Living Stars
Two to tango: Real people were filmed dancing in Mariano Cohn and Gaston Duprat’s documentary Living Stars

Winter is finally sinking its fangs in, but citizens come warm yourselves in some Argentine sunshine this week as Hackney plays host to some of South America’s hottest cinema.

The Argentine Film Festival, now in its third year, returns to London from 27–30 November, with screenings at Hackney Picturehouse and at Brixton Ritzy, kicking off with black comedy Relatos Salvajes (Wild Tales) this Thursday.

A hit at Cannes a couple of months ago, the film is produced by the Almodóvar brothers and directed by Damian Szifron, already selling two million tickets back in Argentina and sure to get the festival off with a bang.

Movies & Malbec

Meanwhile, for those of you familiar with some the country’s more widely-known exports such as Malbec and Tango (or anyone that needs an extra incentive for watching sub-titles), this year will see a dedicated wine hub set up shop at the Gallery Bar in the Hackney Picturehouse.

It sounds like Punto Argento will be the perfect place to rendezvous to talk about the films, with the Tango Light troupe performing between screenings for a real taste of Argentine culture. “We’re delighted to be back for our third edition with a knock-out programme that includes three of Argentina’s highest-grossing films from the last 18 months, as well as some amazing gems from the international festival circuit and some unique documentaries,” says the festival’s director, Sofia Serbin de Skalon.

El Cine Argentino

The fact that we can now go to a festival of Argentine films at all is of course, in itself, notable. Forty years ago the country’s movie industry was still muzzled by a paranoid military junta, which chased some of the most promising filmmakers of a generation underground or into exile.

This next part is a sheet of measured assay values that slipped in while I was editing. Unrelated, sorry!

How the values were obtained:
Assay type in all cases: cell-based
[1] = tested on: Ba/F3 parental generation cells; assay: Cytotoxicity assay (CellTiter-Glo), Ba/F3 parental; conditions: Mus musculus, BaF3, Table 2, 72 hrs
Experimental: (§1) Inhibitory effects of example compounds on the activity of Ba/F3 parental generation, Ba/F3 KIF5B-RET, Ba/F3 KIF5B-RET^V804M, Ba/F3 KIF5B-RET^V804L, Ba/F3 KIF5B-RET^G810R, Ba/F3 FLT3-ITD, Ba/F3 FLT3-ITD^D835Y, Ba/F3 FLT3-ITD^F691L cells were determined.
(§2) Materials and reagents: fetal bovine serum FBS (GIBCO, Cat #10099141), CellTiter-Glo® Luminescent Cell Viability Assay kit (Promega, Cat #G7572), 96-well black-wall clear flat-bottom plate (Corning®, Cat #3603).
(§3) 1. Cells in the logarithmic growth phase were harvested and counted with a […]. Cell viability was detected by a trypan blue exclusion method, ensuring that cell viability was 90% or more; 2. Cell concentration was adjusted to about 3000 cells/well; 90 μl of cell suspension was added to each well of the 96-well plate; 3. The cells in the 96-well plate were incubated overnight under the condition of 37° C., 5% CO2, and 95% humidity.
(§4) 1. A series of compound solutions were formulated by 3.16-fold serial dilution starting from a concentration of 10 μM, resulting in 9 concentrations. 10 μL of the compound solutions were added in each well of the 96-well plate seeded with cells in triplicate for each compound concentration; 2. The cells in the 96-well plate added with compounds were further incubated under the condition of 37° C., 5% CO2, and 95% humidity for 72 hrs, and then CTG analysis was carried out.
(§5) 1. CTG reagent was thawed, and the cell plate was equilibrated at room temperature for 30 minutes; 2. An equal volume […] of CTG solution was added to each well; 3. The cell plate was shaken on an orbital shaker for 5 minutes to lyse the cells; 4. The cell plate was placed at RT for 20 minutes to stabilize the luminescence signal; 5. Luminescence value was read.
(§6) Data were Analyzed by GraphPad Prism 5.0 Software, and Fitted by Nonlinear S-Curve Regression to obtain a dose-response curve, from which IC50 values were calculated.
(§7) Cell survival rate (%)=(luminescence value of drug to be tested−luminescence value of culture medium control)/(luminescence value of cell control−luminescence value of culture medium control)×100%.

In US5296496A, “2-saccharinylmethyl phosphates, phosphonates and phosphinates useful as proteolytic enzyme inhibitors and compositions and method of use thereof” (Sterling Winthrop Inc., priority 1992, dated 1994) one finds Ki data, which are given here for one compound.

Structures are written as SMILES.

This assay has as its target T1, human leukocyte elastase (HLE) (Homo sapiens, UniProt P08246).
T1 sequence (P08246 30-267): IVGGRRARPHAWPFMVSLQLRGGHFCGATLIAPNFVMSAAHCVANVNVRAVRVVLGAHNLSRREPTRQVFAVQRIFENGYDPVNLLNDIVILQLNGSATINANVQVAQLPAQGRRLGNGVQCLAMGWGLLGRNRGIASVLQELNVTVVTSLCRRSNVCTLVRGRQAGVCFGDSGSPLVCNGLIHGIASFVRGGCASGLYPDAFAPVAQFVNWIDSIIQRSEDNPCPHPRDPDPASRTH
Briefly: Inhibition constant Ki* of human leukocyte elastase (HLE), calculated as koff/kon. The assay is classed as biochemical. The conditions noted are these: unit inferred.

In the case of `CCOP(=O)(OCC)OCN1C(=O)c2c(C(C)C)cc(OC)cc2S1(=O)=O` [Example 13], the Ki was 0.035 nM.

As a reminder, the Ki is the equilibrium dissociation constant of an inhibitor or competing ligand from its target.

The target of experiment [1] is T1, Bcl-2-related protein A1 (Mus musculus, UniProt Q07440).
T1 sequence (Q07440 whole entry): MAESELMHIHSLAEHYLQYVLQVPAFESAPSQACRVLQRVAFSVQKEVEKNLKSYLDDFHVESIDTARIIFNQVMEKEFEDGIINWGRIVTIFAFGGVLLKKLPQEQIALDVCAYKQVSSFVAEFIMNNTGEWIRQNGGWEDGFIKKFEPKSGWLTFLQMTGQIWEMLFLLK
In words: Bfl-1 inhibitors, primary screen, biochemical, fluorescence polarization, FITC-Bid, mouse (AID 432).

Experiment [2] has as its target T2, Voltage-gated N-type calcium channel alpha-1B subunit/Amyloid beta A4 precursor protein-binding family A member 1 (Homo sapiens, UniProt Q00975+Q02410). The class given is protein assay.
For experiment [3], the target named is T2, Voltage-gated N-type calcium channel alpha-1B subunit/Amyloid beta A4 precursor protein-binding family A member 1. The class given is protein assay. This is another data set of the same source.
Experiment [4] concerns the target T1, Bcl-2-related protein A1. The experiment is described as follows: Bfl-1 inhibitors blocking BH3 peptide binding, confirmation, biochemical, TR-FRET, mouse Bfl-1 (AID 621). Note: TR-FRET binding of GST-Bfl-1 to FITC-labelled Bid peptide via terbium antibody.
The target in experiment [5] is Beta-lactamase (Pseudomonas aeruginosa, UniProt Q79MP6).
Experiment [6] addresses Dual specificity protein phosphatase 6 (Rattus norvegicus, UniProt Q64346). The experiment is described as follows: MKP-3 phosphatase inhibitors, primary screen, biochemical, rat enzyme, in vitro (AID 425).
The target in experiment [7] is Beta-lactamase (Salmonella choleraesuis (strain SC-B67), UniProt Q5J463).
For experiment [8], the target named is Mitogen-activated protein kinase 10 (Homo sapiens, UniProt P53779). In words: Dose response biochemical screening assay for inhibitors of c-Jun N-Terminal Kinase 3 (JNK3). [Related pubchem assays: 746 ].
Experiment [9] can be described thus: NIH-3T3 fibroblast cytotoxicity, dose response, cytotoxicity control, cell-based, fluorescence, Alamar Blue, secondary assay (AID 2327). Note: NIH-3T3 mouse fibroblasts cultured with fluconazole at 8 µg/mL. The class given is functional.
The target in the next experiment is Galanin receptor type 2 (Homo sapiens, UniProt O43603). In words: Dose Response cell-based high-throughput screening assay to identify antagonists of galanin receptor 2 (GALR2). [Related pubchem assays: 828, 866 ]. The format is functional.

When democracy returned to the country in the 1980s films like La historia oficial, which deals with the horrors of the regime, received critical acclaim, but like many foreign-language films at the time did not gain mainstream traction outside of Latin America. However, there’s no doubt films from this region are beginning to resonate with international audiences, with high-profile movies such a Walter Salles’ Motorcycle Diaries (2004) and Fernando Meirelles’ City of God (2002) helping pave the way for Spanish language movies in non-Spanish speaking countries.

The Oscar win for El secreto de sus ojos (The Secret in their Eyes) in 2010, however, can be seen as a significant inflection point for Argentine cinema, with Hollywood shining a spotlight on the country’s rich film heritage. It was by no means the country’s first big prize, but its surprise box office success did much to win over new audiences.

What’s On

Over the weekend you’ll have the chance to see 10 contemporary films from and about Argentina. As ever, there’s a rich sweep of styles and genres, from Death In Buenos Aires about a detective solving a 1980s high society homicide in the country’s shaky first steps of democracy to Cerro Torre, which explores the ethics of mountaineering and the ascent of Patagonia’s most-dangerous mountain.

Also not to be missed is the Nuevos Talentos section, where you can watch seven short films from some of the country’s most-promising young directors. This is well worth checking out for a flavour of the sharpest talent in Argentina right now, with films exploring everything from Argentina becoming a safe haven for Nazis after WWII to beauty queens.

Argentine Film Festival is at Hackney Picturehouse and Brixton Ritzy from 27–30 November.

www.argentinefilmfestival.co.uk

 

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